By DON AINES
4:15 PM EST, November 22, 2012
A man charged with the 2011 robbery of a Hagerstown convenience store was acquitted on all charges by a jury Wednesday in Washington County Circuit Court.
The trial was the second on the armed robbery charge for Lee Colby Morton, 38, of Hagerstown.
In July he was granted a mistrial when one of the victims testified that one of three men who robbed United Petroleum, 890 Pennsylvania Ave., on Dec. 16, 2011, had tattoos on his face.
Before that trial began, Judge Donald E. Beachley granted a motion by defense attorney Andrea Chee-a-tow that victims George and Candace Ghassemi not be allowed to identify Morton, who has facial tattoos, from the witness stand.
The couple had inadvertently identified Morton while being interviewed about the case when they saw an open file with his photo and pointed him out as one of the robbers.
Chee-a-tow argued in July that the identification was improper and inadmissible.
In her closing arguments, Assistant State’s Attorney Gina Cirincion told the jury that the state’s witnesses included two men who testified Morton told them he committed the robbery. A defense alibi witness could not pinpoint the day on which he and Morton were drinking together in a bar when the robbery occurred, while another alibi witness testified she saw Morton four hours after the robbery, she said.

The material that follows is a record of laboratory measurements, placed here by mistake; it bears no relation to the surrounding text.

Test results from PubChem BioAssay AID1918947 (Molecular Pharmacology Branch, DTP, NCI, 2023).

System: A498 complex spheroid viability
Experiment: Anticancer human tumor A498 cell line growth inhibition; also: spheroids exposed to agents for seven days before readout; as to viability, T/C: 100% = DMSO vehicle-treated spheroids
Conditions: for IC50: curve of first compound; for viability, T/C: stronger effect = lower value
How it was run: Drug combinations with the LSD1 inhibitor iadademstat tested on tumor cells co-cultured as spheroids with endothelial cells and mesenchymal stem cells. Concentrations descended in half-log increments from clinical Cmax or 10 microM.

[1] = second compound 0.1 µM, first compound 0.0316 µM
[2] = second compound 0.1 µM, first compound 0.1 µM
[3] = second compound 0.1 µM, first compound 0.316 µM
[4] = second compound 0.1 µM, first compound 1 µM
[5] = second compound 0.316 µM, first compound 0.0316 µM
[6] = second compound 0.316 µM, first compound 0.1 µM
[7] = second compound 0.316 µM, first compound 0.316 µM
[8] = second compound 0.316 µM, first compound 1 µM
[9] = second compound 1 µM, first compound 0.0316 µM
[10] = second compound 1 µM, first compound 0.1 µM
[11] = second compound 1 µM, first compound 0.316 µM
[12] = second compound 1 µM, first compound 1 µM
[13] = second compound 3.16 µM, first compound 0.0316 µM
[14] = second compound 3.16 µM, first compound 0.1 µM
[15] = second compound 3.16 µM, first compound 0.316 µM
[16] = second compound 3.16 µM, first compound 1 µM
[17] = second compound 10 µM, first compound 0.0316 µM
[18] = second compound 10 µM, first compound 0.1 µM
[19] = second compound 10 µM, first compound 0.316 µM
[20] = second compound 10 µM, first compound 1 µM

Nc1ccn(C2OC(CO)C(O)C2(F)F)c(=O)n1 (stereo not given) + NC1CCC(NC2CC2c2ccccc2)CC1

The Ghassemis were in United Petroleum when three masked gunmen entered the store at about 7 p.m. on Dec. 16, according to charging documents. One came behind the counter and struck George Ghassemi and pushed Candace Ghassemi, the documents said.
The robbers made off with $2,000, cigarettes and the victims’ cell phones, Cirincion told the jury.
Morton’s confessions to the men should be believed because Morton implicated the other two robbers by name, Cirincion told the jury.
Noe Pelayo Torrez, 31, and Elijah Herring, 21, both of Hagerstown, were charged and convicted in the United Petroleum robbery. Torrez was sentenced to 25 years in prison, while Herring got an 18-month sentence.
Police had no fingerprints or DNA evidence, no eyewitness identification of Morton, and no weapons or stolen money were found in his possession when he was arrested, Chee-a-tow argued.
Chee-a-tow also told the jurors that one of the men to whom Morton reportedly confessed did so in expectation of a reward, while the other was in jail with Morton and was expecting help from the state in an upcoming bond review.
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